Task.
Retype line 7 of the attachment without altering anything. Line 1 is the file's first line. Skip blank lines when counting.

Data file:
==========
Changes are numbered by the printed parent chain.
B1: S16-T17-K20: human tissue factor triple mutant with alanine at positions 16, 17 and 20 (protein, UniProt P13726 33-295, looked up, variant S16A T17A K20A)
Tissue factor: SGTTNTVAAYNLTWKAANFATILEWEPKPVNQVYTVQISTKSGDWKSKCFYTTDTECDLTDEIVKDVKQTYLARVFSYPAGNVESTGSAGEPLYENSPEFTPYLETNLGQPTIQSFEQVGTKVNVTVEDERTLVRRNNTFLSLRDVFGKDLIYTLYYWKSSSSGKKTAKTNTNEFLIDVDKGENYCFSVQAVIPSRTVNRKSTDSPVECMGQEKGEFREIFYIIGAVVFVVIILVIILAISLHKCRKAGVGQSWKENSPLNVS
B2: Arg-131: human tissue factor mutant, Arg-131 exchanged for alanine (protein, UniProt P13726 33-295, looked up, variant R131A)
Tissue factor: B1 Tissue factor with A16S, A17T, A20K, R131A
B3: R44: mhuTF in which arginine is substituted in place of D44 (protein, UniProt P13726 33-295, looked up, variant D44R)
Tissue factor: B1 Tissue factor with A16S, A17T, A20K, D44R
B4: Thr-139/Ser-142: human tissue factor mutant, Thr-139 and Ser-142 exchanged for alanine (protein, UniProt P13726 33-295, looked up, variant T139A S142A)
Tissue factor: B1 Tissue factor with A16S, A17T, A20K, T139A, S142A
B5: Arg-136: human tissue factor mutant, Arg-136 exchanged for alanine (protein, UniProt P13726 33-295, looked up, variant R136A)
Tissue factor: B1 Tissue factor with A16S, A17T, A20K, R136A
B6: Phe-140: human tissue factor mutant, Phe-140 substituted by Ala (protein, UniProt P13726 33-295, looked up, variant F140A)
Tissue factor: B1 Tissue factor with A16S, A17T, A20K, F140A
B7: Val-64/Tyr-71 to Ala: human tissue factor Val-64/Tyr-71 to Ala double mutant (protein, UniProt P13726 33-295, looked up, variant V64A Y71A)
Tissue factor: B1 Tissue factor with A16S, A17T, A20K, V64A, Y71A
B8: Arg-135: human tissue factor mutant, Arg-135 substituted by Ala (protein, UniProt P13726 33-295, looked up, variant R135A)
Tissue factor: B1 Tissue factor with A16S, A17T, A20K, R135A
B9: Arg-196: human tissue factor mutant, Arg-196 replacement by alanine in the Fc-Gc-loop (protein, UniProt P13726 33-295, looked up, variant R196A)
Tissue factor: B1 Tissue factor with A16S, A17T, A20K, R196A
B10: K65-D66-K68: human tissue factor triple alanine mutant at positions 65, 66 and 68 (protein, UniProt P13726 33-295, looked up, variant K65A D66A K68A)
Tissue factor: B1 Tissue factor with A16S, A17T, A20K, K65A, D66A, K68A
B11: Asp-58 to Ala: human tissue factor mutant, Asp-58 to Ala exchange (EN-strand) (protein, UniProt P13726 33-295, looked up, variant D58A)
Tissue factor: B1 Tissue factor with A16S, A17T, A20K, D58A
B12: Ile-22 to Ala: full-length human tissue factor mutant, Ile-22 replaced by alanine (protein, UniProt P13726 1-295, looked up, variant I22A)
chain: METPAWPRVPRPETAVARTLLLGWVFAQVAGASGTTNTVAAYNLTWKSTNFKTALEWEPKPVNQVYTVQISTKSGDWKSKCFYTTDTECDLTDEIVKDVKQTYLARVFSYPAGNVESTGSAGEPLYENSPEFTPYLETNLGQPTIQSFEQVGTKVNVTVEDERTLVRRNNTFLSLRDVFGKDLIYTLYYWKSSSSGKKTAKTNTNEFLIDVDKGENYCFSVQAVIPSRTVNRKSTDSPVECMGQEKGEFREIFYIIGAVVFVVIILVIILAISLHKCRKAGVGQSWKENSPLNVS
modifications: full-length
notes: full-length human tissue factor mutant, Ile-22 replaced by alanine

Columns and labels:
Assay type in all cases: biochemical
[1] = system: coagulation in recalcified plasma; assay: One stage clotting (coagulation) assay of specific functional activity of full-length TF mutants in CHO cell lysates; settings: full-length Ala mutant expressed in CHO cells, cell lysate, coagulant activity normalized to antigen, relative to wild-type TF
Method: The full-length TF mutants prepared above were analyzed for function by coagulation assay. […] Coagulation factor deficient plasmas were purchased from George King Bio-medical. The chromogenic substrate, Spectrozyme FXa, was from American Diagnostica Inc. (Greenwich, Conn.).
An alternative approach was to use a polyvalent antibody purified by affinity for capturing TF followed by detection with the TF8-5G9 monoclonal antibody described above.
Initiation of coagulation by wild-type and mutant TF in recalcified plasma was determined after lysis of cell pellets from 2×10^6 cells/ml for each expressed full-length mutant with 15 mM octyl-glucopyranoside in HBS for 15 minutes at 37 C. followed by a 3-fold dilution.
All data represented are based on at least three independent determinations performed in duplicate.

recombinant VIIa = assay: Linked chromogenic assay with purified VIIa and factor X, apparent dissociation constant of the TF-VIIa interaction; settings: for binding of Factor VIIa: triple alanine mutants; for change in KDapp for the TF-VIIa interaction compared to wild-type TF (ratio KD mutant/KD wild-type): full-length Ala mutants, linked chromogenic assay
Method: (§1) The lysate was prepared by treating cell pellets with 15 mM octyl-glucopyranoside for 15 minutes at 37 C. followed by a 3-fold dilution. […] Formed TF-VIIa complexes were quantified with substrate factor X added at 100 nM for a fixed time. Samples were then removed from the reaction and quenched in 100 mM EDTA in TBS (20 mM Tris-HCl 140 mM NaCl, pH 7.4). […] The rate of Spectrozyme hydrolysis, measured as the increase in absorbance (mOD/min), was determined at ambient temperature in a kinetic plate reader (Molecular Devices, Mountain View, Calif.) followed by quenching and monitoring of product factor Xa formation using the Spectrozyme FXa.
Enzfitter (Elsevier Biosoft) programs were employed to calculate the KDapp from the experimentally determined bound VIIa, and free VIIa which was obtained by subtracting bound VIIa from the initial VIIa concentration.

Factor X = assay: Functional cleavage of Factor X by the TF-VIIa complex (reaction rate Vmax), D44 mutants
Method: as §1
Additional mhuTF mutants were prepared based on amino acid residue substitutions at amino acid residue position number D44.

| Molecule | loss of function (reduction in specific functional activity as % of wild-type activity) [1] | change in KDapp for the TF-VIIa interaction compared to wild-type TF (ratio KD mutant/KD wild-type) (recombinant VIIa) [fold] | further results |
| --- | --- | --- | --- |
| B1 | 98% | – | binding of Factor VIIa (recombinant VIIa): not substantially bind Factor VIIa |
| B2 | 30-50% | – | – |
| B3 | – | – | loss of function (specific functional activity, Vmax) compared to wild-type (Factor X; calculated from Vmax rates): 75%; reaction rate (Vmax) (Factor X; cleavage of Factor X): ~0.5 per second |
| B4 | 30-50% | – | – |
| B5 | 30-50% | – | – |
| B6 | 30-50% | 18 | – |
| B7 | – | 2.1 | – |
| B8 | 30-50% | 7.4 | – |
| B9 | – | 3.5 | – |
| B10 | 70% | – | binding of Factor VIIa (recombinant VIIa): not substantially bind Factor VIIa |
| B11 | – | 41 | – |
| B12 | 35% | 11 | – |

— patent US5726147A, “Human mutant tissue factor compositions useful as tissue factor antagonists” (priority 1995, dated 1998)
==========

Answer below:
Tissue factor: B1 Tissue factor with A16S, A17T, A20K, D44R